The impact of preventable poor health can be significant on a small business where one person can account for over 10% of the entire workforce. And it's widespread for people to attribute their jobs or business as a key contributor to poor physical or mental health.
Addressing this problem doesn't need to be complicated or expensive. It's far too common for businesses to be spending money on private health insurance and gym memberships but not have a culture that talks about and promotes health. It's like giving people cars before teaching them how to drive. Just setting aside one hour a month to talk about movement, nutrition, sleep, or stress control is enough to create a culture that prioritises health in the workplace.
They don't prioritise their employee experience
When an employee joins a business, they go through different stages of a journey; recruitment, onboarding, training, coaching, promotion. Their experience at each of these stages will directly influence how well they perform and how long they stick around.
Of course, businesses with productive employees who stick around outperform businesses where the opposite is true.
A small business owner is highly self-motivated and willing to graft more than most of the population. What they might fail to recognise is that most other people, including their employees, aren't wired that way.
It's important that a small business owner breaks down their employee experience into its constituent parts and applies some basic processes to each stage. This makes life better for the business owner and the employees, ultimately improving business performance. However, when small business owners neglect this with the false belief that people are similarly motivated to them, motivation and retention levels suffer.
They don't delegate
"My clients want to work with me."
"I can't train people to do the job as well as me."
'It's quicker just to do it myself."
These three statements plague most service-based small business owners. The problem with buying into these statements is they will always limit the growth and enjoyment of a business by bottlenecking it at the owner. Small business owners aren't created to deliver an excellent service for the rest of their lives. If they were, they wouldn't be business owners; They would-be employees. Small business owners are created to see the way things can be done better and provide that service to as many clients as possible. The only way they can do that is by refining processes and delegating roles. They are often very hard working with very high standards, which means it can feel like a struggle to delegate. But it's a struggle that will pay off, a necessary struggle. The alternative is they work too hard for too long; they spread themselves too thin and limit the number of people their service can reach.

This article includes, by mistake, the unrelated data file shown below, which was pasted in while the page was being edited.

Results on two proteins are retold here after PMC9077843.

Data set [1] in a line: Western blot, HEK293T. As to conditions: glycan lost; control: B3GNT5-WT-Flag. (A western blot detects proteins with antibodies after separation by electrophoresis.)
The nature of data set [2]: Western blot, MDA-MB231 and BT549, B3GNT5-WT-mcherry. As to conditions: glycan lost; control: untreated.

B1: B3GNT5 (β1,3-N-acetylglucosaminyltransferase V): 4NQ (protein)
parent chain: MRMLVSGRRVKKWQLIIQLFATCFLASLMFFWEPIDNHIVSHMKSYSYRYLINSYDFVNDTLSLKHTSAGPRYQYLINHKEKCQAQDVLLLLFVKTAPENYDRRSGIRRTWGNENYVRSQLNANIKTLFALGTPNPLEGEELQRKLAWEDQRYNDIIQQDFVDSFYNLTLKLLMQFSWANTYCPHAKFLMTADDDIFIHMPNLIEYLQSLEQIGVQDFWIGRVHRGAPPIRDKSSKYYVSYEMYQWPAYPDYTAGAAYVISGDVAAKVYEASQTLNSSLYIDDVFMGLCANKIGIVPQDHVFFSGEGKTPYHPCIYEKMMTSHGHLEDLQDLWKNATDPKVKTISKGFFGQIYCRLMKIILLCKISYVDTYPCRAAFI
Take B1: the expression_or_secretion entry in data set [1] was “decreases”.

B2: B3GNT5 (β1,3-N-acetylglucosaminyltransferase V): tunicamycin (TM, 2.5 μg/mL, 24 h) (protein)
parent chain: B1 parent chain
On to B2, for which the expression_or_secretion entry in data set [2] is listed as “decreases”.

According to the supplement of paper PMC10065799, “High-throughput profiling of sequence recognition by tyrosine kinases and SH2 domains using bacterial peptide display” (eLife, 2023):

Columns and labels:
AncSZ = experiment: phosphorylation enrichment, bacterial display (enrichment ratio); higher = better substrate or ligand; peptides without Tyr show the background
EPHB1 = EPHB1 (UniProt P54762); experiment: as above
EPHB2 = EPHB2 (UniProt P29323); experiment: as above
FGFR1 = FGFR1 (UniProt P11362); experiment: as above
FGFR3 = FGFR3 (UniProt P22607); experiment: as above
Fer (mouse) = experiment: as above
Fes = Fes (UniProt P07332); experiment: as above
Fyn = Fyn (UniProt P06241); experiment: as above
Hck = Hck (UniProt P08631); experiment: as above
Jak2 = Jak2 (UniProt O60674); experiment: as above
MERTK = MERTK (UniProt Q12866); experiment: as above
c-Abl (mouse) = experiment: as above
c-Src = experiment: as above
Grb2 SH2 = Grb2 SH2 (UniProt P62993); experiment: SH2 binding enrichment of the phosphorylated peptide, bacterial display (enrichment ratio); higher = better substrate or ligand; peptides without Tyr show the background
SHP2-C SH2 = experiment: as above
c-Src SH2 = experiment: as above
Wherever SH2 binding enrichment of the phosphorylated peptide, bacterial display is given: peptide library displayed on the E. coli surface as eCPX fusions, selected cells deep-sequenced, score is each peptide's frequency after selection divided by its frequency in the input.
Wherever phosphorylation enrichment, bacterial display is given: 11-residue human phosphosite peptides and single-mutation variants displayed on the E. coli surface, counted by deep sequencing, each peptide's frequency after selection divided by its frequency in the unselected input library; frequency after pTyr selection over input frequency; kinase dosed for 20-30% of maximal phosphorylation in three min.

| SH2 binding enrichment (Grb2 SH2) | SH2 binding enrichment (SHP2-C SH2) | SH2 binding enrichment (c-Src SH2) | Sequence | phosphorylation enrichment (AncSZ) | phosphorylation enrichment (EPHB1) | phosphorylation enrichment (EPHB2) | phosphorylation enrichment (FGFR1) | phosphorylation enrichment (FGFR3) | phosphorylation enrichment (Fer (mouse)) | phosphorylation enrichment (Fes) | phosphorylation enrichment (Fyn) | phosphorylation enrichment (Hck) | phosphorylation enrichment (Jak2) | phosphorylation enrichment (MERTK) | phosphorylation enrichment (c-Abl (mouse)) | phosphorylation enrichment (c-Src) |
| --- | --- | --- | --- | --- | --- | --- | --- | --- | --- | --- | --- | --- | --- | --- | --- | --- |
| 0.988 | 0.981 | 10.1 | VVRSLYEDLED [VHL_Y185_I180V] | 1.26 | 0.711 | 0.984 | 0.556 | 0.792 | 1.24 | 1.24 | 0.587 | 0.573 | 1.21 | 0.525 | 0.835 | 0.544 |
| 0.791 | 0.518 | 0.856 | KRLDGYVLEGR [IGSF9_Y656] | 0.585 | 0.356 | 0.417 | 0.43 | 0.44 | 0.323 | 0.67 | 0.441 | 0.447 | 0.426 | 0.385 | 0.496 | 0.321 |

In response to those three statements
"My clients just want to work with me".
They like working with you, but what they want is the solution you provide.
"I can't train people to do the job as well as me". Train them to do the job 80% as well as you. Three people doing your job 80% as well as you is 140% more capacity than just you.
"It's quicker just to do it myself".
Doing everything yourself is limiting your time, the growth of your business and your personal life.
They try to grow their business on their own
Nobody gives a business owner the handbook to running a business. I've served two tours in Afghanistan with the British Army and worked on deep-sea shark fishing boats off the south coast of Australia. But, beyond a shadow of a doubt, I can say that figuring out how to start up and run businesses was more challenging. Business owners can think they've got it all figured out. Their business is growing, and so is their team. Then it begins to dawn on them that not only do they have to look after the business, but they also have to figure out how to look after and get the most out of their team too. There's another 1001 jobs and decisions added to the list. A business owner CAN figure out a lot of this stuff on their own and often feel like that's what they need to do. But when a business owner spends too much time outside of their strengths, it drains that essential entrepreneurial battery. So as soon as a business owner can get support in the areas they are not strong, they should. Whether that be through an awesome team member or an external agency like Better Happy is irrelevant. What's important is they offload or get help with what they're not naturally strong at so they can spend more time doing what they love.
The top 7 Mistakes Summary
1 - They Believe Money Is The Main Incentive
2 - They Don't Regularly Survey Their People
3 - They Put The Business Ahead Of Their Personal Lives
4 - They avoid talking about or promoting health
5 - They don't prioritise their employee experience
6 - They don't delegate
7 - They try to grow their business on their own
How well is your business set up to scale through healthy, happy high performing people? Find out in less than five minutes for free with our scorecard below:
About Mike: Mike believes that a structured pathway to health and happiness is the solution to individual, business and global challenges. Mike was never made to feel good in the schooling system, experienced poor management in military and burn out in his first business. Seeing these problems were widespread Mike Co-Founded Better Happy to help other business owners and employees achieve their visions faster with health and happiness.